Yesterday, I read a blog post by Chad Segersten (edutech83), entitled Classroom Leadership: Reflective Thinking. Chad stated that “the art of reflective thinking is underdeveloped and often underused by educators.” Speaking from personal experience, I would have to agree. It has only been recently (thanks to encouragement from a great professional learning network and participation in blogging) that I feel I have truly spent time purposefully reflecting on my educational practice.
Chad alludes to one issue related to engaging educators in meaningful reflective practice with the following statement:
“At times in education we pay lip service to the idea of a “lifelong learner” because too often we rob teachers of the time necessary to work on their craft.”
I like Chad’s use of the word “rob” because, although time is always at a premium, too often we utilize the time we do have on things that simply don’t matter. Sometimes this is because of institutionalized habits, site or district administration directives, or in many cases, just poor planning. As a developing principal, I have been guilty of poor time management on behalf of my staff — something I need to improve upon.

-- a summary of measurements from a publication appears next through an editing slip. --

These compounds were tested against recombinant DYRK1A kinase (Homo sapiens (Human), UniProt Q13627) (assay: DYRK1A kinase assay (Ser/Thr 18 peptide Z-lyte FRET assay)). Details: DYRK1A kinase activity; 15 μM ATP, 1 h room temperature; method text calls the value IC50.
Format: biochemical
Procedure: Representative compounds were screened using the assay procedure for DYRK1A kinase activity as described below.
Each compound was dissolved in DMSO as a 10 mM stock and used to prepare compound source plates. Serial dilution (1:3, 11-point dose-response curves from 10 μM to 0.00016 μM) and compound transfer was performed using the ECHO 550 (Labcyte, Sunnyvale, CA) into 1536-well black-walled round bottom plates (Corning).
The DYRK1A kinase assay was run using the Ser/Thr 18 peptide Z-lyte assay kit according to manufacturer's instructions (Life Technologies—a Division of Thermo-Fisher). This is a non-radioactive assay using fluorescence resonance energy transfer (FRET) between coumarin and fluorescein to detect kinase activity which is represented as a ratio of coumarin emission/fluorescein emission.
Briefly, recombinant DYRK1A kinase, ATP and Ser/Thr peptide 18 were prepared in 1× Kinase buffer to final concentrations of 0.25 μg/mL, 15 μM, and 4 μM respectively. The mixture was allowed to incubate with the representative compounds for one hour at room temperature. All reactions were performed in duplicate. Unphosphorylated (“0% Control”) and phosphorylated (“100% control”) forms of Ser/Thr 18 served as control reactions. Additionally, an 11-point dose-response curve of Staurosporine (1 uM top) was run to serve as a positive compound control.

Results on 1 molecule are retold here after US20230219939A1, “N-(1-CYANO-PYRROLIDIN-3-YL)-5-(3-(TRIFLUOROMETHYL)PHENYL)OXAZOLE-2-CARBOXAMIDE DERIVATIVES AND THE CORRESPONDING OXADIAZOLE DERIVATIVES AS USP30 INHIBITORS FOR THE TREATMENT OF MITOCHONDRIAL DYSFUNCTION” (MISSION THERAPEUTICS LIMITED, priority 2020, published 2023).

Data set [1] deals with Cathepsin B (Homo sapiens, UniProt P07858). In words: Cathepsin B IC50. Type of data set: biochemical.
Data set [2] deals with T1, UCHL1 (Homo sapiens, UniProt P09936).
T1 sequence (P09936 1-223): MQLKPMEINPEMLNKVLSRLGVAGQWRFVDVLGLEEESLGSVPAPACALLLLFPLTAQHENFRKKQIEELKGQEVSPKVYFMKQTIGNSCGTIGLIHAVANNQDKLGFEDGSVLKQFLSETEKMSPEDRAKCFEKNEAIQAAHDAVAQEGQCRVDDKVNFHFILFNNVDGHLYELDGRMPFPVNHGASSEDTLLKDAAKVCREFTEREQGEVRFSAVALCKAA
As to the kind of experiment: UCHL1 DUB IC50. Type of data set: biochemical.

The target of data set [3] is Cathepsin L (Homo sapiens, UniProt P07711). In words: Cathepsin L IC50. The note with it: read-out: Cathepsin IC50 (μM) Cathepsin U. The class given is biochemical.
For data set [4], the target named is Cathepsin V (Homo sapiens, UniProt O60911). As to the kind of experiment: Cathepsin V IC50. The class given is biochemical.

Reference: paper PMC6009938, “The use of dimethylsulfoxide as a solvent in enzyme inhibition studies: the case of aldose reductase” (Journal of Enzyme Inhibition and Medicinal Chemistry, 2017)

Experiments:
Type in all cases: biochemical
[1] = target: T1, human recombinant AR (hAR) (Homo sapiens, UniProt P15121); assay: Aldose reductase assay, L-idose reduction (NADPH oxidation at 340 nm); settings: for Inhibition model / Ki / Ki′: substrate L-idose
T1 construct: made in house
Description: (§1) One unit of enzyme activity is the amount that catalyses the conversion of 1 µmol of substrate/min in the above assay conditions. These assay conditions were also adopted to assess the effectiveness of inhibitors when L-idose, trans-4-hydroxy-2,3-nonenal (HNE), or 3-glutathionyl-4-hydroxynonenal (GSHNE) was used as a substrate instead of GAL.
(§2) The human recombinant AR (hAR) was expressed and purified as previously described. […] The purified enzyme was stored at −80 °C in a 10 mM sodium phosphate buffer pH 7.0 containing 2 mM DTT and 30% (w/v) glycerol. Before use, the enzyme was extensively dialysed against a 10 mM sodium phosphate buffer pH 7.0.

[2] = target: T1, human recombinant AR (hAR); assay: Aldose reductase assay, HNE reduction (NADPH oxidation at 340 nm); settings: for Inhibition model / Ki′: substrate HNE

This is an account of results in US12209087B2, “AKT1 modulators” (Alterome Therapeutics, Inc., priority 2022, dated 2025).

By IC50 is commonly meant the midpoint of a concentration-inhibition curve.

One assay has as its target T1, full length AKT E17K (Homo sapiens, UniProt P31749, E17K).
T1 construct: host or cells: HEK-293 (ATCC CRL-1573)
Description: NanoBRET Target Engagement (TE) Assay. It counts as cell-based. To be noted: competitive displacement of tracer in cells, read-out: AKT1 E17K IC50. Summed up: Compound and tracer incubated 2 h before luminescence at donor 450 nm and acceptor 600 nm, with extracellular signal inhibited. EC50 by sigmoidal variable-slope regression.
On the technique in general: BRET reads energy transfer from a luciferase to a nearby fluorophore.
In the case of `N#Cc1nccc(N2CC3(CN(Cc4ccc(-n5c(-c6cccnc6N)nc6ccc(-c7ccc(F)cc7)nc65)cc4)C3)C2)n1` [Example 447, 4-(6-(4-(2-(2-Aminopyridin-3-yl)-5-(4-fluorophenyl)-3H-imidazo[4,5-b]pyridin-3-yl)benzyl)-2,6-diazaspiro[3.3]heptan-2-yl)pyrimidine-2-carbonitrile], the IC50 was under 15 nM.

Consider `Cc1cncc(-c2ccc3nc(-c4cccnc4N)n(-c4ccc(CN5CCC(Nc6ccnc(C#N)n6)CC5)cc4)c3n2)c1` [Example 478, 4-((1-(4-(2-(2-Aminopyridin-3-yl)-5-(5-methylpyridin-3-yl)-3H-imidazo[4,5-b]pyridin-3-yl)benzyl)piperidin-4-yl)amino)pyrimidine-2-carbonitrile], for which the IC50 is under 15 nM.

Recently, there has been some discussion about how we make changes in order to become better stewards of the time we do have. Bill Ferriter (@plugusin) recently wrote a post entitled, What if You Flipped Your Faculty Meetings? He outlines how this might work, and describes how it could lead to better engagement and opportunities for teachers to collaborate and reflect. Regardless of the approach, educational leaders must diligently guard staff time and ensure that it is being used effectively. I have always appreciated this quote by Goethe:
“Things which matter most must never be at the mercy of things which matter least.”
How do you currently use staff “meeting” time? What suggestions do you have for managing our time in schools to ensure opportunities for reflective practice, collaboration, and a focus on the things that “matter most”?